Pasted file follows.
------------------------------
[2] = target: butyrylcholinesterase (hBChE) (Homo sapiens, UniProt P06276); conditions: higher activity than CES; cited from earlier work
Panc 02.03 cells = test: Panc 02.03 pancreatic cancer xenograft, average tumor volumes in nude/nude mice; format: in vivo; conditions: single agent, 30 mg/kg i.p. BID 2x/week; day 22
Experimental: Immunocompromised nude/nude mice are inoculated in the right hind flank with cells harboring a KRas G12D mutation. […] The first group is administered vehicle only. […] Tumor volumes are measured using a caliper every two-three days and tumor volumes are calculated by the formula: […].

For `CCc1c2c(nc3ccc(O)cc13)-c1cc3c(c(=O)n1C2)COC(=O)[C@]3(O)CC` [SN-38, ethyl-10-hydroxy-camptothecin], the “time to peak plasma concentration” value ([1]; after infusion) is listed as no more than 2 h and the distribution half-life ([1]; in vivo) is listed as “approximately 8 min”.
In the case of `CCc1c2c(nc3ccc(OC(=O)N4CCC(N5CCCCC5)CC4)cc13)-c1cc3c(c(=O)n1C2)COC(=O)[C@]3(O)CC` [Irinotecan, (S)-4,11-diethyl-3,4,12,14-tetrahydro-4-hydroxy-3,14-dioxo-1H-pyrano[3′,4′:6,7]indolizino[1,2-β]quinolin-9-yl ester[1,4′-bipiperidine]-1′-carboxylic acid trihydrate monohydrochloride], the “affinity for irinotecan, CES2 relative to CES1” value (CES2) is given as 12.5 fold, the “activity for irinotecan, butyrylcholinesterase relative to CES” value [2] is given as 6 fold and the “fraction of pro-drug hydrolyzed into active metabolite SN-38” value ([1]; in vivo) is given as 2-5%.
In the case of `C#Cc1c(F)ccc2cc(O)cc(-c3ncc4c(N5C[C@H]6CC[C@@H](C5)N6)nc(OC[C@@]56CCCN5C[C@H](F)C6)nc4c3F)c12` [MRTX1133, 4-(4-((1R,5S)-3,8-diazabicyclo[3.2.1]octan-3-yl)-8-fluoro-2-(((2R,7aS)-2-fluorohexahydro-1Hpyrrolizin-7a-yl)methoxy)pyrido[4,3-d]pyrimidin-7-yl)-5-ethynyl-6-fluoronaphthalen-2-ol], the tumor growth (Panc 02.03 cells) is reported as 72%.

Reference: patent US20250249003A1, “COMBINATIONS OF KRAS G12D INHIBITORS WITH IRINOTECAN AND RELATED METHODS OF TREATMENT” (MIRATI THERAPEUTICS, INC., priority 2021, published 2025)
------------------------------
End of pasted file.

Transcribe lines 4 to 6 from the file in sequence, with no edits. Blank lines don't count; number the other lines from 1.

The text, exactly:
For `CCc1c2c(nc3ccc(O)cc13)-c1cc3c(c(=O)n1C2)COC(=O)[C@]3(O)CC` [SN-38, ethyl-10-hydroxy-camptothecin], the “time to peak plasma concentration” value ([1]; after infusion) is listed as no more than 2 h and the distribution half-life ([1]; in vivo) is listed as “approximately 8 min”.
In the case of `CCc1c2c(nc3ccc(OC(=O)N4CCC(N5CCCCC5)CC4)cc13)-c1cc3c(c(=O)n1C2)COC(=O)[C@]3(O)CC` [Irinotecan, (S)-4,11-diethyl-3,4,12,14-tetrahydro-4-hydroxy-3,14-dioxo-1H-pyrano[3′,4′:6,7]indolizino[1,2-β]quinolin-9-yl ester[1,4′-bipiperidine]-1′-carboxylic acid trihydrate monohydrochloride], the “affinity for irinotecan, CES2 relative to CES1” value (CES2) is given as 12.5 fold, the “activity for irinotecan, butyrylcholinesterase relative to CES” value [2] is given as 6 fold and the “fraction of pro-drug hydrolyzed into active metabolite SN-38” value ([1]; in vivo) is given as 2-5%.
In the case of `C#Cc1c(F)ccc2cc(O)cc(-c3ncc4c(N5C[C@H]6CC[C@@H](C5)N6)nc(OC[C@@]56CCCN5C[C@H](F)C6)nc4c3F)c12` [MRTX1133, 4-(4-((1R,5S)-3,8-diazabicyclo[3.2.1]octan-3-yl)-8-fluoro-2-(((2R,7aS)-2-fluorohexahydro-1Hpyrrolizin-7a-yl)methoxy)pyrido[4,3-d]pyrimidin-7-yl)-5-ethynyl-6-fluoronaphthalen-2-ol], the tumor growth (Panc 02.03 cells) is reported as 72%.